Some of our business partners may use cookies on our site (for example, advertisers). However, we have no access to or control over these cookies and we are not aware of any at present that do so.

Log Files

We use IP addresses to analyse trends, administer the site, track movement, and gather broad demographic information for aggregate use. IP addresses are not linked to personally identifiable information.


This web site contains links to other sites. Please be aware that Mondaq (or its affiliate sites) are not responsible for the privacy practices of such other sites. We encourage our users to be aware when they leave our site and to read the privacy statements of these third party sites. This privacy statement applies solely to information collected by this Web site.

Surveys & Contests

From time-to-time our site requests information from users via surveys or contests. Participation in these surveys or contests is completely voluntary and the user therefore has a choice whether or not to disclose any information requested. Information requested may include contact information (such as name and delivery address), and demographic information (such as postcode, age level). Contact information will be used to notify the winners and award prizes. Survey information will be used for purposes of monitoring or improving the functionality of the site.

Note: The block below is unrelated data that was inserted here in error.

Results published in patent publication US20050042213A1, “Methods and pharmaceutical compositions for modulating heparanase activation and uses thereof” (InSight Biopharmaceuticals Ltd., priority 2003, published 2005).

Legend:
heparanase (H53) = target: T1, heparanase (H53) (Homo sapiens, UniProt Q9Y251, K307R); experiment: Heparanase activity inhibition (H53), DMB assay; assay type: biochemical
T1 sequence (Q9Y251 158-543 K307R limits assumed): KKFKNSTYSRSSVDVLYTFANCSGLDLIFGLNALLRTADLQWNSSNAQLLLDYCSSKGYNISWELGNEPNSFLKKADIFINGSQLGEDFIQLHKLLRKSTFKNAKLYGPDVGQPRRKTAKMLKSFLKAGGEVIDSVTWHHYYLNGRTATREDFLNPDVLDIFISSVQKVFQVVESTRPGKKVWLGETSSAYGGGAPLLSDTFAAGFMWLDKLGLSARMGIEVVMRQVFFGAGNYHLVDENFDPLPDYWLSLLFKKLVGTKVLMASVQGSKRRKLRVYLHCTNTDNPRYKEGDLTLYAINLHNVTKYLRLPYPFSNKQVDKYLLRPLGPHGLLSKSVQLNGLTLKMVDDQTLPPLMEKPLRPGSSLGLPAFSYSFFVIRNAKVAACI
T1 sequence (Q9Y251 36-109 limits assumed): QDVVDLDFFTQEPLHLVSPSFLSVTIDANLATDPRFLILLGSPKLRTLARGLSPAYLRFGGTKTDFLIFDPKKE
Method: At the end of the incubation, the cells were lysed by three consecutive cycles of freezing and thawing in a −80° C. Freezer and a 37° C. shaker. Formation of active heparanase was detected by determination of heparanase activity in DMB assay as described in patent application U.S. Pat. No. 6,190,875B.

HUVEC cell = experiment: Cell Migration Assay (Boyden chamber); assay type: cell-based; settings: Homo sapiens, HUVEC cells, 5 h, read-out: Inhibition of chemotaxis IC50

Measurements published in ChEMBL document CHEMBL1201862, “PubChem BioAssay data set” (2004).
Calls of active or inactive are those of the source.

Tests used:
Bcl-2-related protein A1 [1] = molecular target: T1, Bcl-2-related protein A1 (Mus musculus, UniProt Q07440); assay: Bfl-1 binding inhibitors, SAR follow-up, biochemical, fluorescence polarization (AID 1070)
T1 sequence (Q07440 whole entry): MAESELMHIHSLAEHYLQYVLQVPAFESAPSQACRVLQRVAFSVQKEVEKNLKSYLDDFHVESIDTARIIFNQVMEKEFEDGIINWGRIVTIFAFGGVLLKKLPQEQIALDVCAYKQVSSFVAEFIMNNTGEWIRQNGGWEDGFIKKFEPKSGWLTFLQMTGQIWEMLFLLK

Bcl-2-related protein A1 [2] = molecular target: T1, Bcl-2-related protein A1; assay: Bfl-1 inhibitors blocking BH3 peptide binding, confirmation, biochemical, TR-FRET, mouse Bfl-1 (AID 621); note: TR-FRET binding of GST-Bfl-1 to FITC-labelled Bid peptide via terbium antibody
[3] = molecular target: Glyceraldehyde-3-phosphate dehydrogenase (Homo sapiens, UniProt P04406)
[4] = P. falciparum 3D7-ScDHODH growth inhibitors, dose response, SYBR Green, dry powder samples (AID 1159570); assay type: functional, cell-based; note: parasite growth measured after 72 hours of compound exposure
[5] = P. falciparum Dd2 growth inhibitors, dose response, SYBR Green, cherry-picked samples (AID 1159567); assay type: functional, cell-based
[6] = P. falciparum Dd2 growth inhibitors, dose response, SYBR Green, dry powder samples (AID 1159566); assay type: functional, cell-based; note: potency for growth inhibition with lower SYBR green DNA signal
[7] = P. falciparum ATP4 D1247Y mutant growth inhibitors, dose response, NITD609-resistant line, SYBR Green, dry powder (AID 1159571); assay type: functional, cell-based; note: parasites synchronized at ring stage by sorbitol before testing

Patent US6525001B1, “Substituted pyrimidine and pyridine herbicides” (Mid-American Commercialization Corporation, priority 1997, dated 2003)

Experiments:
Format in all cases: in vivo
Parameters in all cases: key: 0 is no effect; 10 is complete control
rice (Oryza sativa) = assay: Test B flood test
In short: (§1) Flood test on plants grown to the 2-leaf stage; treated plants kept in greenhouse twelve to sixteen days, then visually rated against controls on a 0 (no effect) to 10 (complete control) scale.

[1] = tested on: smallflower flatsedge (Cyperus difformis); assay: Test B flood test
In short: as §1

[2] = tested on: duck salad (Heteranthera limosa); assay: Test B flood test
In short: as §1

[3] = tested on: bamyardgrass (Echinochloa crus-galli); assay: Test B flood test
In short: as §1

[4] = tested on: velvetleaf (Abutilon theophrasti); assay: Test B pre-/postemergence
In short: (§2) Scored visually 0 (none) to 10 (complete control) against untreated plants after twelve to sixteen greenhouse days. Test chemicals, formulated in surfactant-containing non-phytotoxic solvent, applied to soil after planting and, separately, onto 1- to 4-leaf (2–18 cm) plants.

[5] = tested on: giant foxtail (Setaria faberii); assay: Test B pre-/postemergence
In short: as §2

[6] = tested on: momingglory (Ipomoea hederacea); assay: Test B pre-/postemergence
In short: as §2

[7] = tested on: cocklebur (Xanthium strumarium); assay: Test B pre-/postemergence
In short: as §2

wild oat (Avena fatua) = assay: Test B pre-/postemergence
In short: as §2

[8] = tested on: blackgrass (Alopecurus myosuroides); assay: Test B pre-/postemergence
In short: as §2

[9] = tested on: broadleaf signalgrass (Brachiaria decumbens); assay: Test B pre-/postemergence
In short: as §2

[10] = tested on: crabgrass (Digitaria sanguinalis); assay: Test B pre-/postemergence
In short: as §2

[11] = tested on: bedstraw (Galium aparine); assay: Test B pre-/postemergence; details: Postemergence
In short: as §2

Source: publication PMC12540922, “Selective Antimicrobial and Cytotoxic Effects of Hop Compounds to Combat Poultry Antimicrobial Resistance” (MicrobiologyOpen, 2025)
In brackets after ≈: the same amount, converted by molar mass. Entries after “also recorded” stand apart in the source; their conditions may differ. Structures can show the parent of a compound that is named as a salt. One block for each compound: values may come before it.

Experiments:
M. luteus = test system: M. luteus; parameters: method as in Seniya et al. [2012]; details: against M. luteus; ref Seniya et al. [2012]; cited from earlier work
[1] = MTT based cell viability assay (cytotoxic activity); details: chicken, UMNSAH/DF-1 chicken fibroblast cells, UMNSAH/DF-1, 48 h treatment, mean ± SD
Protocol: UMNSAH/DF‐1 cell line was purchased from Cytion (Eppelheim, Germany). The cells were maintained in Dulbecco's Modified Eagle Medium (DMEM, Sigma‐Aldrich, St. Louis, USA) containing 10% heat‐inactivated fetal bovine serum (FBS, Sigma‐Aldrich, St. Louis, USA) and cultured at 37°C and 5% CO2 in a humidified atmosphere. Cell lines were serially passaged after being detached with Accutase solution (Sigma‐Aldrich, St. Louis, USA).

If a user elects to use our referral service for informing a friend about our site, we ask them for the friend’s name and email address. Mondaq stores this information and may contact the friend to invite them to register with Mondaq, but they will not be contacted more than once. The friend may contact Mondaq to request the removal of this information from our database.


This website takes every reasonable precaution to protect our users’ information. When users submit sensitive information via the website, your information is protected using firewalls and other security technology. If you have any questions about the security at our website, you can send an email to